views, characteristic of the so-called 'adult world'. This was clear in the
associations they made between drug use, crime and other forms of deviant
behaviour. Surprisingly perhaps, the attitudes of those respondents who had
used drugs were, in many respects, similar to those expressed by non-users.
Users' accounts of drug use highlighted the rule-governed nature of such
activities. Their affiliation with consensus values was also evident in their
reactions to their siblings' drug use, whether this usage was real or
hypothesised. The principal difference, we have argued, between users and
non-users lies in the generation, by the former, of neutralisation techniques
which allow them to engage in drug use while at the same time ascribing to
Clearly, rising rates of drug use among young people
must be taken seriously. The work done by all those agencies within and outside
the criminal justice system in tackling drug use is not helped, however, by
scaremongering about the seemingly inexorable disappearance from the social
landscape of the drug-free teenager. As Plant wrote somewhat over a decade ago
“Hardly a day now passes without either a radio or
television documentary or the front page of a tabloid newspaper being devoted
to the subject of drugs. This attention is reinforced by a veritable barrage of
gloomy forecasts and sharply rising levels of recorded drug-related crimes.
Some of this interest has been factual and considered. But sadly much of it has
been couched in highly emotive terms.”
It would be a shame if the academic community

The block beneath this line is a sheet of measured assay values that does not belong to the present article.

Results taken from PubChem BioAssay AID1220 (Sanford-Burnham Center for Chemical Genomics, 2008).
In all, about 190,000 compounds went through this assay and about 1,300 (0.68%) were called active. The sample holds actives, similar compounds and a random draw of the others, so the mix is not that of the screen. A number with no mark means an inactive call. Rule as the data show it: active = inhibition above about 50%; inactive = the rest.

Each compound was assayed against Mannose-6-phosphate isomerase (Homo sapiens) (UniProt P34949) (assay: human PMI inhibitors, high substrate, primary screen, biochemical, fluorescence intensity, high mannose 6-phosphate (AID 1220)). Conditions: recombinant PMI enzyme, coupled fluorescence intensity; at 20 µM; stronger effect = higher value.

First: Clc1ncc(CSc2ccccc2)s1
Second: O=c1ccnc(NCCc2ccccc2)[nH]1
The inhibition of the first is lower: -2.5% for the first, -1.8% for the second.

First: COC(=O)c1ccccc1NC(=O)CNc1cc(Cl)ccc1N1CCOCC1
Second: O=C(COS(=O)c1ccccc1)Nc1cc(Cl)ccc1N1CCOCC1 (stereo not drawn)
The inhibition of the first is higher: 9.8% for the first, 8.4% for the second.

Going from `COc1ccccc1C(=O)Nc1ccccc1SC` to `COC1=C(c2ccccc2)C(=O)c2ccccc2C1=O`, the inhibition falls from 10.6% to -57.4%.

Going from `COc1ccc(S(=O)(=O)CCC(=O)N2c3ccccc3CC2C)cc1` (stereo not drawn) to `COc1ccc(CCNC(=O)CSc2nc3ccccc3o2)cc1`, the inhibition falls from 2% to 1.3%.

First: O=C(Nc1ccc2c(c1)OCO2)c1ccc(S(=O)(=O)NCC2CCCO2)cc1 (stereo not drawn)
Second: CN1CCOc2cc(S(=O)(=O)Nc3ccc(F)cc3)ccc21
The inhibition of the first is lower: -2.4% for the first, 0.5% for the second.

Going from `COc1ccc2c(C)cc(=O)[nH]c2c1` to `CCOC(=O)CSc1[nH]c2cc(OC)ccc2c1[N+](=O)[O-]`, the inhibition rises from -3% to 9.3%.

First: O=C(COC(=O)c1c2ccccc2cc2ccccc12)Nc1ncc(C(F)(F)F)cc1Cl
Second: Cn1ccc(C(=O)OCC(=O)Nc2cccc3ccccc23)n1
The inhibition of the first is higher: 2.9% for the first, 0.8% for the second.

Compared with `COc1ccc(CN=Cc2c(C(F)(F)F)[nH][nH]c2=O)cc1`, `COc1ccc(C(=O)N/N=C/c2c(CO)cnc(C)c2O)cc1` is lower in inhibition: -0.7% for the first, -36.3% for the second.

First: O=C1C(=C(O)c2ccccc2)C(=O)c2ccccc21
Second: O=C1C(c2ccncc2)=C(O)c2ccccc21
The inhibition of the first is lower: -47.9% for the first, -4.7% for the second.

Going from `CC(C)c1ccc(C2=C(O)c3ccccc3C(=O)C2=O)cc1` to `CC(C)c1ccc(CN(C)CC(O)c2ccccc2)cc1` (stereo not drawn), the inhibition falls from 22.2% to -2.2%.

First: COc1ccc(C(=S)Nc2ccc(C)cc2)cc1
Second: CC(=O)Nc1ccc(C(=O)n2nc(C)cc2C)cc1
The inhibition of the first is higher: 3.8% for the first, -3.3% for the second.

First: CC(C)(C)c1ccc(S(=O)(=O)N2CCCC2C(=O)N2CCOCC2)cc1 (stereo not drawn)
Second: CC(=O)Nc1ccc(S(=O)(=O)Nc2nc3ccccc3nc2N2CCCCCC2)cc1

continues to ignore such warnings and inadvertently adds fuel to the fire.
The authors are grateful to Charlie Lloyd and
Malcolm Ramsay for comments on an initial draft of this article.
1. What the authors meant by 'regular' use is not
2. Throughout this article the term 'lifetime use'
has been used instead of 'ever use'. The figures relating to lifetime use
indicate the percentage of respondents who reported having used an illicit drug
(in this instance cocaine) at any point in their lives.
3. Data concerning the use of specific substances
during the month and year before the surveys were not presented by Parker et
4. In the interests of confidentiality the names of
people mentioned by respondents have been changed.
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Biographical note: MICHAEL SHINER is a Research
Fellow at the Policy Studies Institute, London. Dr TIM NEWBURN is a Senior
Fellow and Head of the Crime, Justice and Youth Studies Group at the Policy
Studies Institute; e-mail, M.Shiner@psi.org.uk, and T.Newburn@psi.org.uk,
Address; Policy Studies Institute, 100 Park Village
East, London NWl 3SR.